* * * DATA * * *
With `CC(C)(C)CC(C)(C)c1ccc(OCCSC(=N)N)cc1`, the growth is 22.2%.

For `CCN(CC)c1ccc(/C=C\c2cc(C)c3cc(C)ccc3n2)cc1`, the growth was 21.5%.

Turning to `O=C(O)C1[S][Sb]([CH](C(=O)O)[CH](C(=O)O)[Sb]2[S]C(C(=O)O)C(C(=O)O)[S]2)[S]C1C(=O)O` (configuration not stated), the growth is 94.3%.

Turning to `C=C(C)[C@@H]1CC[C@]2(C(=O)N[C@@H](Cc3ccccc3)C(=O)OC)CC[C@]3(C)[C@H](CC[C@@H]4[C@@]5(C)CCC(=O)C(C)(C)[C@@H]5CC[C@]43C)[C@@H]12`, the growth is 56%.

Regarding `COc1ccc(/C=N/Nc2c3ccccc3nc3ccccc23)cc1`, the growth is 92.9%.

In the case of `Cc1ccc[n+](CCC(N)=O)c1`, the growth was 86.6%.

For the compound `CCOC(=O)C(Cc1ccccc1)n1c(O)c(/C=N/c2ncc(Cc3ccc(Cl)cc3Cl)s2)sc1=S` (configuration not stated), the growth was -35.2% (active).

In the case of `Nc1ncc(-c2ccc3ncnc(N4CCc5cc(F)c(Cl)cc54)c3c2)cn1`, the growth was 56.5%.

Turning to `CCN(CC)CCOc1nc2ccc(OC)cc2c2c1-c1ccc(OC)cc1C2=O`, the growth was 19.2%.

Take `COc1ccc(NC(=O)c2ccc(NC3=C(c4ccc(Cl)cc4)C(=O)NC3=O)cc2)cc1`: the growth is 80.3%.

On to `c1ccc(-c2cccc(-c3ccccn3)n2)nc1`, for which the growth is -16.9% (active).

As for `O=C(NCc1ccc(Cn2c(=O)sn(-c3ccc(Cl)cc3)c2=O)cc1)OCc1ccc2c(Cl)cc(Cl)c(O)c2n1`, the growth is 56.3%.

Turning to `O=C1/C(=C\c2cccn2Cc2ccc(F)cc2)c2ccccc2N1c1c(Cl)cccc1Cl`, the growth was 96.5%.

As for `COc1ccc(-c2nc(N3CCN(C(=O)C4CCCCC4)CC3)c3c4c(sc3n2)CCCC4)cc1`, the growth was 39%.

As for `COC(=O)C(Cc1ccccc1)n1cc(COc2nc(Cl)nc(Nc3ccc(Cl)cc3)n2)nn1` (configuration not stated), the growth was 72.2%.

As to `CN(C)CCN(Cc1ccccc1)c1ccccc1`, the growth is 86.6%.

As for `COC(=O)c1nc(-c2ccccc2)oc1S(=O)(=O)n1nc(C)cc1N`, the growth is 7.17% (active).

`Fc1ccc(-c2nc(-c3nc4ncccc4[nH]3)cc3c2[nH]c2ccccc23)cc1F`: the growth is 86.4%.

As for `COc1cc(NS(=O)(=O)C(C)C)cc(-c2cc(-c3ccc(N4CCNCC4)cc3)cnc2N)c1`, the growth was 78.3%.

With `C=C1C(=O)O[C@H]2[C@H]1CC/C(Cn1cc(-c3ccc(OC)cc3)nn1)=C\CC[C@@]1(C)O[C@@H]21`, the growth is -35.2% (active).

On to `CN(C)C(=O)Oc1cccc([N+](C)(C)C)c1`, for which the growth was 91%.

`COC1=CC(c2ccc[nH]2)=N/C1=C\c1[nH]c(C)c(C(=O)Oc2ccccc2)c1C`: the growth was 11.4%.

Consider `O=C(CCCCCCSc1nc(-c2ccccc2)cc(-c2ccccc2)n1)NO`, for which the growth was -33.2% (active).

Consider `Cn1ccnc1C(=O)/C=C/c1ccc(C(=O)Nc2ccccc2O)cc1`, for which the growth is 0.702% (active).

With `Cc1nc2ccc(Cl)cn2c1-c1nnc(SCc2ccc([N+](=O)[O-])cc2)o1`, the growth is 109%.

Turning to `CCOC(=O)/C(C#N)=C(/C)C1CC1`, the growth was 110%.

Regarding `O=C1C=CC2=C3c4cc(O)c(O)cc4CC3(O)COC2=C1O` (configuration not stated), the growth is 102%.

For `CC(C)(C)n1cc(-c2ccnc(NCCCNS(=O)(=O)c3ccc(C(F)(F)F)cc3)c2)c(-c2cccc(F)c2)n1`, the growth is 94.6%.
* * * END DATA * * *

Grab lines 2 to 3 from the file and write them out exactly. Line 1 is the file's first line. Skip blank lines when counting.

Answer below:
For `CCN(CC)c1ccc(/C=C\c2cc(C)c3cc(C)ccc3n2)cc1`, the growth was 21.5%.

Turning to `O=C(O)C1[S][Sb]([CH](C(=O)O)[CH](C(=O)O)[Sb]2[S]C(C(=O)O)C(C(=O)O)[S]2)[S]C1C(=O)O` (configuration not stated), the growth is 94.3%.